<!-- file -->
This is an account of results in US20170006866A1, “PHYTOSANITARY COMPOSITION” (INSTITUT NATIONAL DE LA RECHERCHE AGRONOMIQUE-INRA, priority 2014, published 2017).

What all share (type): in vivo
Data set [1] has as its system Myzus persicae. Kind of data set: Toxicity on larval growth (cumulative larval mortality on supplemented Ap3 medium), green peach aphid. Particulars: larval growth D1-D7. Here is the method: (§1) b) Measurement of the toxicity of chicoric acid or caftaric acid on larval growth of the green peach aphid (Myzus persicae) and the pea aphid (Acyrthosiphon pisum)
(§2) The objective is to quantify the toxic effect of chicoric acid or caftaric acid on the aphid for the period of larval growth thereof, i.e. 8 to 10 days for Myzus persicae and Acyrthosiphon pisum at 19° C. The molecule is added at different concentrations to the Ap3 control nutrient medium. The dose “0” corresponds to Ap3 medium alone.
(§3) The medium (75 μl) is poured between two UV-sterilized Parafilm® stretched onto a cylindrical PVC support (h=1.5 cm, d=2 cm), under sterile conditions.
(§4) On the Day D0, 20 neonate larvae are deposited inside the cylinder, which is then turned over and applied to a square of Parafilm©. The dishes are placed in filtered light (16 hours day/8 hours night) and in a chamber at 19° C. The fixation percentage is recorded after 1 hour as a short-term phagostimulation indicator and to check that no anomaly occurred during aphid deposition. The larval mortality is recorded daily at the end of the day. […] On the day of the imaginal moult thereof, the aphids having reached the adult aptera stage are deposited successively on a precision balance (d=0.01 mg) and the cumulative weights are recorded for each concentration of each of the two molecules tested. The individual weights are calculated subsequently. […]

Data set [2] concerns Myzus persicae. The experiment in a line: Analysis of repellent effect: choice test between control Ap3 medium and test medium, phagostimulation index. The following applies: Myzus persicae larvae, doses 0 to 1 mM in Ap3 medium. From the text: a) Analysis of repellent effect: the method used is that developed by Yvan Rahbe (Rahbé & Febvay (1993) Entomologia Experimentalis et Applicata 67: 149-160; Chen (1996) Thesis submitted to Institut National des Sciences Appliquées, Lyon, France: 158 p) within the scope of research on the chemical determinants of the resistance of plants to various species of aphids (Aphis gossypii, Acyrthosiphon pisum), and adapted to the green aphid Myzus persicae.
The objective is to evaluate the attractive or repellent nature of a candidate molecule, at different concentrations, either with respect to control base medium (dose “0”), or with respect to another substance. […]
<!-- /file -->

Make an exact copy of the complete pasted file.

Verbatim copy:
This is an account of results in US20170006866A1, “PHYTOSANITARY COMPOSITION” (INSTITUT NATIONAL DE LA RECHERCHE AGRONOMIQUE-INRA, priority 2014, published 2017).

What all share (type): in vivo
Data set [1] has as its system Myzus persicae. Kind of data set: Toxicity on larval growth (cumulative larval mortality on supplemented Ap3 medium), green peach aphid. Particulars: larval growth D1-D7. Here is the method: (§1) b) Measurement of the toxicity of chicoric acid or caftaric acid on larval growth of the green peach aphid (Myzus persicae) and the pea aphid (Acyrthosiphon pisum)
(§2) The objective is to quantify the toxic effect of chicoric acid or caftaric acid on the aphid for the period of larval growth thereof, i.e. 8 to 10 days for Myzus persicae and Acyrthosiphon pisum at 19° C. The molecule is added at different concentrations to the Ap3 control nutrient medium. The dose “0” corresponds to Ap3 medium alone.
(§3) The medium (75 μl) is poured between two UV-sterilized Parafilm® stretched onto a cylindrical PVC support (h=1.5 cm, d=2 cm), under sterile conditions.
(§4) On the Day D0, 20 neonate larvae are deposited inside the cylinder, which is then turned over and applied to a square of Parafilm©. The dishes are placed in filtered light (16 hours day/8 hours night) and in a chamber at 19° C. The fixation percentage is recorded after 1 hour as a short-term phagostimulation indicator and to check that no anomaly occurred during aphid deposition. The larval mortality is recorded daily at the end of the day. […] On the day of the imaginal moult thereof, the aphids having reached the adult aptera stage are deposited successively on a precision balance (d=0.01 mg) and the cumulative weights are recorded for each concentration of each of the two molecules tested. The individual weights are calculated subsequently. […]

Data set [2] concerns Myzus persicae. The experiment in a line: Analysis of repellent effect: choice test between control Ap3 medium and test medium, phagostimulation index. The following applies: Myzus persicae larvae, doses 0 to 1 mM in Ap3 medium. From the text: a) Analysis of repellent effect: the method used is that developed by Yvan Rahbe (Rahbé & Febvay (1993) Entomologia Experimentalis et Applicata 67: 149-160; Chen (1996) Thesis submitted to Institut National des Sciences Appliquées, Lyon, France: 158 p) within the scope of research on the chemical determinants of the resistance of plants to various species of aphids (Aphis gossypii, Acyrthosiphon pisum), and adapted to the green aphid Myzus persicae.
The objective is to evaluate the attractive or repellent nature of a candidate molecule, at different concentrations, either with respect to control base medium (dose “0”), or with respect to another substance. […]